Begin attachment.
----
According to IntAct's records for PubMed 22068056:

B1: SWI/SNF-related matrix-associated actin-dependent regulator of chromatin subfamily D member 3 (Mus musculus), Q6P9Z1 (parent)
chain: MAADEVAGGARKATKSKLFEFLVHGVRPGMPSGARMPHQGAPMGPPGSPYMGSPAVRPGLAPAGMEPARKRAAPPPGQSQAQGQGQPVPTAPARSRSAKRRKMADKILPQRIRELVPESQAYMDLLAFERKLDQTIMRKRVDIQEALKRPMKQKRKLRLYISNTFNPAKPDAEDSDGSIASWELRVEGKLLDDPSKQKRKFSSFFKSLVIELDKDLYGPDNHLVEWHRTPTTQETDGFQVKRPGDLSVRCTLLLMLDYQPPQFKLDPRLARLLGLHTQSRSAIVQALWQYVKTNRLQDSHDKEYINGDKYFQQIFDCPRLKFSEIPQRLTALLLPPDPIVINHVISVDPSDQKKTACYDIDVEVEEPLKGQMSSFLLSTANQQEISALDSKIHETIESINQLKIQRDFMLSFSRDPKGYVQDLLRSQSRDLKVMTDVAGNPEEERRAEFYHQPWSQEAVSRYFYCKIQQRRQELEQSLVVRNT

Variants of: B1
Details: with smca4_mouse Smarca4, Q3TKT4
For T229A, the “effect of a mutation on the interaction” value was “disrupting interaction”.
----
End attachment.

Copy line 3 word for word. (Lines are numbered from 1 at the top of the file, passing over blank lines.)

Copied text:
chain: MAADEVAGGARKATKSKLFEFLVHGVRPGMPSGARMPHQGAPMGPPGSPYMGSPAVRPGLAPAGMEPARKRAAPPPGQSQAQGQGQPVPTAPARSRSAKRRKMADKILPQRIRELVPESQAYMDLLAFERKLDQTIMRKRVDIQEALKRPMKQKRKLRLYISNTFNPAKPDAEDSDGSIASWELRVEGKLLDDPSKQKRKFSSFFKSLVIELDKDLYGPDNHLVEWHRTPTTQETDGFQVKRPGDLSVRCTLLLMLDYQPPQFKLDPRLARLLGLHTQSRSAIVQALWQYVKTNRLQDSHDKEYINGDKYFQQIFDCPRLKFSEIPQRLTALLLPPDPIVINHVISVDPSDQKKTACYDIDVEVEEPLKGQMSSFLLSTANQQEISALDSKIHETIESINQLKIQRDFMLSFSRDPKGYVQDLLRSQSRDLKVMTDVAGNPEEERRAEFYHQPWSQEAVSRYFYCKIQQRRQELEQSLVVRNT